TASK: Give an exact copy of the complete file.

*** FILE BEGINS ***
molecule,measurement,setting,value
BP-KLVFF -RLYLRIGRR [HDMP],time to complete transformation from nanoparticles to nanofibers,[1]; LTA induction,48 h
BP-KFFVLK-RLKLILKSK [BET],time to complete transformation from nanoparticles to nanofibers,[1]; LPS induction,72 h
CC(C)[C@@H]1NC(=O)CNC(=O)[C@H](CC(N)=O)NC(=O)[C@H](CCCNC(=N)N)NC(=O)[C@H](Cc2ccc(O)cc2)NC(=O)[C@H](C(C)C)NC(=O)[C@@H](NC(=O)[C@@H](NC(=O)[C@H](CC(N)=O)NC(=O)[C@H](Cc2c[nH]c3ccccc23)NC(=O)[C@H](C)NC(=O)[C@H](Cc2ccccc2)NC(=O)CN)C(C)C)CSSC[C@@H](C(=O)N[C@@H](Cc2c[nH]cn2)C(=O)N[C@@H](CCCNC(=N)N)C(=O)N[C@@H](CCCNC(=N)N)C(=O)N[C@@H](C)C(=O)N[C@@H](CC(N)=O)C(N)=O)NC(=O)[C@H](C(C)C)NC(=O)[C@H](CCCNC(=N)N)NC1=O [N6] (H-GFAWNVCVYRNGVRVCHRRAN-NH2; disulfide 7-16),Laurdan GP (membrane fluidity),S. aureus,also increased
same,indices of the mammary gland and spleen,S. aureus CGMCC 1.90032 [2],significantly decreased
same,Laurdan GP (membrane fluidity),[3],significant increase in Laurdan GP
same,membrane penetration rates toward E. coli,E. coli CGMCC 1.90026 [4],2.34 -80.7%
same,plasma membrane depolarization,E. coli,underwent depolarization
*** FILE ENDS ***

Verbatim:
molecule,measurement,setting,value
BP-KLVFF -RLYLRIGRR [HDMP],time to complete transformation from nanoparticles to nanofibers,[1]; LTA induction,48 h
BP-KFFVLK-RLKLILKSK [BET],time to complete transformation from nanoparticles to nanofibers,[1]; LPS induction,72 h
CC(C)[C@@H]1NC(=O)CNC(=O)[C@H](CC(N)=O)NC(=O)[C@H](CCCNC(=N)N)NC(=O)[C@H](Cc2ccc(O)cc2)NC(=O)[C@H](C(C)C)NC(=O)[C@@H](NC(=O)[C@@H](NC(=O)[C@H](CC(N)=O)NC(=O)[C@H](Cc2c[nH]c3ccccc23)NC(=O)[C@H](C)NC(=O)[C@H](Cc2ccccc2)NC(=O)CN)C(C)C)CSSC[C@@H](C(=O)N[C@@H](Cc2c[nH]cn2)C(=O)N[C@@H](CCCNC(=N)N)C(=O)N[C@@H](CCCNC(=N)N)C(=O)N[C@@H](C)C(=O)N[C@@H](CC(N)=O)C(N)=O)NC(=O)[C@H](C(C)C)NC(=O)[C@H](CCCNC(=N)N)NC1=O [N6] (H-GFAWNVCVYRNGVRVCHRRAN-NH2; disulfide 7-16),Laurdan GP (membrane fluidity),S. aureus,also increased
same,indices of the mammary gland and spleen,S. aureus CGMCC 1.90032 [2],significantly decreased
same,Laurdan GP (membrane fluidity),[3],significant increase in Laurdan GP
same,membrane penetration rates toward E. coli,E. coli CGMCC 1.90026 [4],2.34 -80.7%
same,plasma membrane depolarization,E. coli,underwent depolarization